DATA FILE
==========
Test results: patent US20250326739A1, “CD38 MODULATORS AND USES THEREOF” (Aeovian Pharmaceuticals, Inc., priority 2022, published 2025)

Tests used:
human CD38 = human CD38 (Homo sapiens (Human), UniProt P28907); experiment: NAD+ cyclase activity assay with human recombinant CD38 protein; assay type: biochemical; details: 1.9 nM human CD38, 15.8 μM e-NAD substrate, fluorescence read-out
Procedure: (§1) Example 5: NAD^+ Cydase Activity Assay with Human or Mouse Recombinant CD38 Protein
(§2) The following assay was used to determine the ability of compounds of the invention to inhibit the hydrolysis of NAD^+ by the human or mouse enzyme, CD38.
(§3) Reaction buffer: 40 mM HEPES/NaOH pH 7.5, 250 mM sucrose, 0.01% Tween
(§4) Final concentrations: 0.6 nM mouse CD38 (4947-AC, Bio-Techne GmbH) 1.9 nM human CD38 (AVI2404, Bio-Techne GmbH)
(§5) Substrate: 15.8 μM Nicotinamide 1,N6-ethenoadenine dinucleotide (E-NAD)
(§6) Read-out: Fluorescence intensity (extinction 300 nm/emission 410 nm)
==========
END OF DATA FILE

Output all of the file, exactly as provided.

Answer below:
Test results: patent US20250326739A1, “CD38 MODULATORS AND USES THEREOF” (Aeovian Pharmaceuticals, Inc., priority 2022, published 2025)

Tests used:
human CD38 = human CD38 (Homo sapiens (Human), UniProt P28907); experiment: NAD+ cyclase activity assay with human recombinant CD38 protein; assay type: biochemical; details: 1.9 nM human CD38, 15.8 μM e-NAD substrate, fluorescence read-out
Procedure: (§1) Example 5: NAD^+ Cydase Activity Assay with Human or Mouse Recombinant CD38 Protein
(§2) The following assay was used to determine the ability of compounds of the invention to inhibit the hydrolysis of NAD^+ by the human or mouse enzyme, CD38.
(§3) Reaction buffer: 40 mM HEPES/NaOH pH 7.5, 250 mM sucrose, 0.01% Tween
(§4) Final concentrations: 0.6 nM mouse CD38 (4947-AC, Bio-Techne GmbH) 1.9 nM human CD38 (AVI2404, Bio-Techne GmbH)
(§5) Substrate: 15.8 μM Nicotinamide 1,N6-ethenoadenine dinucleotide (E-NAD)
(§6) Read-out: Fluorescence intensity (extinction 300 nm/emission 410 nm)